In July (this year, the 12th), the annual Great Circus Parade, with antique, horse-drawn circus wagons and live animals, attracts nearly a million spectators.

And in August, similar throngs gather at the Wisconsin State Fair Park for the 10-day event, this year Aug. 6-16.

Year-round attractions

But whether or not you time your visit to coincide with a fair or festival, other amenities of this city will be of interest throughout the year.

Nestled among modern structures of Marquette University, for example, is a small stone chapel dedicated to Joan of Arc, built during the 15th century in Lyon, France, and painstakingly reconstructed here in 1926. Old St. Mary's Church, built in 1846, the year when the city was chartered, is constructed of bricks made by parishoners in their homes and contains an altarpiece donated by King Ludwig I of Bavaria in 1865.

Of special interest to nature lovers are the Milwaukee Public Museum, one of America's 10 largest natural history museums; the Milwaukee County Zoo, whose installation is designed to show predator and prey in close proximity; and the Mitchell Park Horticultural Conservatory, which offers a tropical rain forest, a desert display, and a glorious floral display inside three seven-story domes.

Those who enjoy the performing arts may want to sample ballet, opera, the symphony, or drama at the downtown Performing Arts Center. Touring artists and Broadway shows are headlined at Riverside Theater, a beautifully renovated landmark. Another lavishly restored theater, the Pabst, presents local groups as well as touring artists. And at the Skylight Theater and Melody Top Theater, which operate in the summer, musical productions are the specialty.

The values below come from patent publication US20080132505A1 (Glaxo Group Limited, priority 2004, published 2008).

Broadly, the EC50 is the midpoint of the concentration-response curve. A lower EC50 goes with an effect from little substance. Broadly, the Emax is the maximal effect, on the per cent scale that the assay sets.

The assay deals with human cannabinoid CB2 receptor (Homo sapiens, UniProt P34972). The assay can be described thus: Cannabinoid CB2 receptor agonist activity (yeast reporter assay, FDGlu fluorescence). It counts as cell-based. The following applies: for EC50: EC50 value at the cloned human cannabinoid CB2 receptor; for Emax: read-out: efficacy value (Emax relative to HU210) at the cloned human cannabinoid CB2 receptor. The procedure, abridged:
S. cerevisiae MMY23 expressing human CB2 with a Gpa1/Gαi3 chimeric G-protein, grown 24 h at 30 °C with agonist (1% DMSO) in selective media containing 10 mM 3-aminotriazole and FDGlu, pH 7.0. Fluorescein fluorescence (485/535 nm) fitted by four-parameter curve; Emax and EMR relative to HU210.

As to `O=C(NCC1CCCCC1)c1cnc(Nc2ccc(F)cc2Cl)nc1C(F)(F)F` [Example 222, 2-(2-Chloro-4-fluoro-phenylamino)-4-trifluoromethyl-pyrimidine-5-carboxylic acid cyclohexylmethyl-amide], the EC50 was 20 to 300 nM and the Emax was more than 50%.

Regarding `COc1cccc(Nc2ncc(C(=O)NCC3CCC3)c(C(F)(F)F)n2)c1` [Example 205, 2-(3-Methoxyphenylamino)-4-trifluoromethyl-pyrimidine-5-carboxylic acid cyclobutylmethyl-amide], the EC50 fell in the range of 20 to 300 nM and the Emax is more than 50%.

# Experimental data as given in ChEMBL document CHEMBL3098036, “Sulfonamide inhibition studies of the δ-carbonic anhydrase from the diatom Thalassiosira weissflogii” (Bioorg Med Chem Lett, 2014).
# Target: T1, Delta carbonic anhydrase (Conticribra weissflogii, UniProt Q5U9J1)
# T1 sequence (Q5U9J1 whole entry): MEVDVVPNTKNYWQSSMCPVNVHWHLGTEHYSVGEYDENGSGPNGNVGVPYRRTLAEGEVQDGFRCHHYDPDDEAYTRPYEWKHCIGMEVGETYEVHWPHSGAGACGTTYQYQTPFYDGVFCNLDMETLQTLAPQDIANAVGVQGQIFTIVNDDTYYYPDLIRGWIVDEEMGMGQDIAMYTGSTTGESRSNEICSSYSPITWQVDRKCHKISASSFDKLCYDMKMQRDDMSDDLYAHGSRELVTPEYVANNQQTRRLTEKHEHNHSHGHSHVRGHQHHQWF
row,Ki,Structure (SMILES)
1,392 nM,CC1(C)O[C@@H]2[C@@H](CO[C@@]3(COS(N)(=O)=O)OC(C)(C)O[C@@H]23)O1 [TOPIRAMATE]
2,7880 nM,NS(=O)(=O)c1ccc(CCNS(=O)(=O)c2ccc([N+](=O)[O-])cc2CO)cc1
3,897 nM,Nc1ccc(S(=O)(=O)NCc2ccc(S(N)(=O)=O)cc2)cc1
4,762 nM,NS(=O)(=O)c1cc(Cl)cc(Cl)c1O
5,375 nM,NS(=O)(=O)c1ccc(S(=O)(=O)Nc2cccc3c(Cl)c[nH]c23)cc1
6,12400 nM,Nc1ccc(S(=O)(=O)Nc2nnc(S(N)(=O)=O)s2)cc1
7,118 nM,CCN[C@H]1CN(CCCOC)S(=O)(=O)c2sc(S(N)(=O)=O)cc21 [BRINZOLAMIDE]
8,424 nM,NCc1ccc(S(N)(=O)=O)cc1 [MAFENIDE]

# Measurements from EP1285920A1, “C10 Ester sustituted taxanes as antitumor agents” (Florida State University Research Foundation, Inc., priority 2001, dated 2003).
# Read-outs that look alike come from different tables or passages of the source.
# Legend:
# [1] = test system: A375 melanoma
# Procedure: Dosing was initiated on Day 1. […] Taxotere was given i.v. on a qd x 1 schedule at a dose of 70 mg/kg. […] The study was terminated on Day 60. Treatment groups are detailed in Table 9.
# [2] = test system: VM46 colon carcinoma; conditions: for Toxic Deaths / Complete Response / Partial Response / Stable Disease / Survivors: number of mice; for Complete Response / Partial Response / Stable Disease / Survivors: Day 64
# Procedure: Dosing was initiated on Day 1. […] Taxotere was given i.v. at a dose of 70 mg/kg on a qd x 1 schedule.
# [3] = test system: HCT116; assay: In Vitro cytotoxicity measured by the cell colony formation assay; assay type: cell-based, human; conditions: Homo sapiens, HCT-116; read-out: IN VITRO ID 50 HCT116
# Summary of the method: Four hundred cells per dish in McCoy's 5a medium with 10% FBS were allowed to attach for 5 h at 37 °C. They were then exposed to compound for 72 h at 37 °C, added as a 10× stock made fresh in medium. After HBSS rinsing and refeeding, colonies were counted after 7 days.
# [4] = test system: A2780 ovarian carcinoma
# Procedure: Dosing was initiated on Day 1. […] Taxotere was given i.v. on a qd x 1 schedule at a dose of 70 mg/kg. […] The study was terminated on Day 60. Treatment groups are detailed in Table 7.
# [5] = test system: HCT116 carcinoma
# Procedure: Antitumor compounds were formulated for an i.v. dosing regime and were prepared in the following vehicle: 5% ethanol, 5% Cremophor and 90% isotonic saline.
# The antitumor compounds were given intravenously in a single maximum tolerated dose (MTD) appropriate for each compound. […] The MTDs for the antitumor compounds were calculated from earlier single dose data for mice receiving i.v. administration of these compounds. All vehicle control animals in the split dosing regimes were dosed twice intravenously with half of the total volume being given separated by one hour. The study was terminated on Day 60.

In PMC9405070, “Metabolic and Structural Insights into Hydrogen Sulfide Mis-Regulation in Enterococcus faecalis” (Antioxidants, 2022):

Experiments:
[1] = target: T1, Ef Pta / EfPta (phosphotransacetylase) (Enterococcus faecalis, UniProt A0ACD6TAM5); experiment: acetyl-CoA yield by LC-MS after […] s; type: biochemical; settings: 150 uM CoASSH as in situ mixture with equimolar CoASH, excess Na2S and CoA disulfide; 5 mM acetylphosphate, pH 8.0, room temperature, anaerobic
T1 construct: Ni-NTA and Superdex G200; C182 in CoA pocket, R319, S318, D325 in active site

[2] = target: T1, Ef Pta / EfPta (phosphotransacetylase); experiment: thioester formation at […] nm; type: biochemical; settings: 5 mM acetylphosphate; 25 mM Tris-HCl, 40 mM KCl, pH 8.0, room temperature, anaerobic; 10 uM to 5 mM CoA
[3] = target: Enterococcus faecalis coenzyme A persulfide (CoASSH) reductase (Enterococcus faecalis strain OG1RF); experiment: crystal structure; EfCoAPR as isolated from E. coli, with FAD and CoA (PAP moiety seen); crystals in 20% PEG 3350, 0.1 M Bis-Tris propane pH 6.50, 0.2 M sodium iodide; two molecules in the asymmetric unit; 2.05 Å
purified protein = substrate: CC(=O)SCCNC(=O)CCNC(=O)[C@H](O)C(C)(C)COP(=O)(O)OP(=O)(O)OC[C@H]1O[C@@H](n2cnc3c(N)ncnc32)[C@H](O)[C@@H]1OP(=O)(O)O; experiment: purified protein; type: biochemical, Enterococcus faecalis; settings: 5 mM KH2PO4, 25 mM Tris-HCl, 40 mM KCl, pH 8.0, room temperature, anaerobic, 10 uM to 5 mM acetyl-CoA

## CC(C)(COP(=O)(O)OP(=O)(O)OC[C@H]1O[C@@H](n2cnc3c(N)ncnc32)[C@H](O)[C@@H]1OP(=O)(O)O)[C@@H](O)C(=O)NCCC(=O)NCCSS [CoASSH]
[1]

Sports lovers will find a wide range of seasonal activities available in Milwaukee's parks - golf, swimming, fishing, tennis, sailing, ice skating, and skiing - and something going on almost any season among the city's pro teams - the Green Bay Packers (football), the Milwaukee Brewers (baseball), the Bucks (basketball), the Wave (soccer), and the Admirals (hockey).

Visitors interested in how beer is brewed have made the famous Pabst Brewing Company and Miller Brewing Company popular tour stops here. And shoppers usually make a beeline for the Grand Avenue Center, an enclosed arcade with 130 shops, whose third level features sidewalk caf'es.

Also popular is Old World Third Street, a quaint two-block downtown area that recreates the 1880s with harp street lights, cobblestone pavement, and food specialty shops in artfully restored buildings. And near the downtown district, the Milwaukee Antique Center offers 75 shops on three floors under one roof.

If you go

Travel to Milwaukee is easy. An international airport is just six miles from downtown. Amtrak provides daily rail service, and the freeway system ensures convenient access by car or bus.

For more detailed information, contact the Greater Milwaukee Convention & Visitors Bureau, 756 N. Milwaukee St., Milwaukee, Wis. 53202 (tel. 800-231-0903). Admission to the Lakefront Festival of Art is $2; more information is available by calling (414) 271-9508. The Summerfest information hotline is (414) 273-FEST, and tickets are available through Ticketron.